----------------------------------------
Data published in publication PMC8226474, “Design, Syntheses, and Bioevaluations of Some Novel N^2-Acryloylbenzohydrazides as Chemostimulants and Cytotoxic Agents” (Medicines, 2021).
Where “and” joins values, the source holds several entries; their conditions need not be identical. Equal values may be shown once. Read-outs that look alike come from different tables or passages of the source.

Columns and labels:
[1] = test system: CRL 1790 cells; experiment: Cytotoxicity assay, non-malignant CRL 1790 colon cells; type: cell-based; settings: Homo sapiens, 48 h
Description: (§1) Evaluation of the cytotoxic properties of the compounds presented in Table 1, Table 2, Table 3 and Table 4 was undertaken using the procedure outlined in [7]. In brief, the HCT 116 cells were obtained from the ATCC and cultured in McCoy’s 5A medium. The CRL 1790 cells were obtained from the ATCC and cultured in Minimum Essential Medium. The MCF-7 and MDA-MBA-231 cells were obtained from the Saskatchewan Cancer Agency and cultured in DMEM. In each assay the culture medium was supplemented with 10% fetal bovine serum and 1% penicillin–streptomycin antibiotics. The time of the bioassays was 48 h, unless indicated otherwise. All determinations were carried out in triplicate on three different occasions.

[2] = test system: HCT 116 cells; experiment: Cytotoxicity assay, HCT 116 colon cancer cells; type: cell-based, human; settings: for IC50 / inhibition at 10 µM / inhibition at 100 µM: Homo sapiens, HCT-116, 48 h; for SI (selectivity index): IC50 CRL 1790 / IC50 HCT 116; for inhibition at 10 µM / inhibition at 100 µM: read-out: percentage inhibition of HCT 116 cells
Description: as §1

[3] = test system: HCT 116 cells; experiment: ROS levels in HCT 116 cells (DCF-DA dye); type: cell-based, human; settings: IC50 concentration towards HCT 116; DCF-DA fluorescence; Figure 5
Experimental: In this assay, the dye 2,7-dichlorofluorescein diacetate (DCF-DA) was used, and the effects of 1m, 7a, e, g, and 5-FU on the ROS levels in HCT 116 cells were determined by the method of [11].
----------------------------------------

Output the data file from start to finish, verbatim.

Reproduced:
Data published in publication PMC8226474, “Design, Syntheses, and Bioevaluations of Some Novel N^2-Acryloylbenzohydrazides as Chemostimulants and Cytotoxic Agents” (Medicines, 2021).
Where “and” joins values, the source holds several entries; their conditions need not be identical. Equal values may be shown once. Read-outs that look alike come from different tables or passages of the source.

Columns and labels:
[1] = test system: CRL 1790 cells; experiment: Cytotoxicity assay, non-malignant CRL 1790 colon cells; type: cell-based; settings: Homo sapiens, 48 h
Description: (§1) Evaluation of the cytotoxic properties of the compounds presented in Table 1, Table 2, Table 3 and Table 4 was undertaken using the procedure outlined in [7]. In brief, the HCT 116 cells were obtained from the ATCC and cultured in McCoy’s 5A medium. The CRL 1790 cells were obtained from the ATCC and cultured in Minimum Essential Medium. The MCF-7 and MDA-MBA-231 cells were obtained from the Saskatchewan Cancer Agency and cultured in DMEM. In each assay the culture medium was supplemented with 10% fetal bovine serum and 1% penicillin–streptomycin antibiotics. The time of the bioassays was 48 h, unless indicated otherwise. All determinations were carried out in triplicate on three different occasions.

[2] = test system: HCT 116 cells; experiment: Cytotoxicity assay, HCT 116 colon cancer cells; type: cell-based, human; settings: for IC50 / inhibition at 10 µM / inhibition at 100 µM: Homo sapiens, HCT-116, 48 h; for SI (selectivity index): IC50 CRL 1790 / IC50 HCT 116; for inhibition at 10 µM / inhibition at 100 µM: read-out: percentage inhibition of HCT 116 cells
Description: as §1

[3] = test system: HCT 116 cells; experiment: ROS levels in HCT 116 cells (DCF-DA dye); type: cell-based, human; settings: IC50 concentration towards HCT 116; DCF-DA fluorescence; Figure 5
Experimental: In this assay, the dye 2,7-dichlorofluorescein diacetate (DCF-DA) was used, and the effects of 1m, 7a, e, g, and 5-FU on the ROS levels in HCT 116 cells were determined by the method of [11].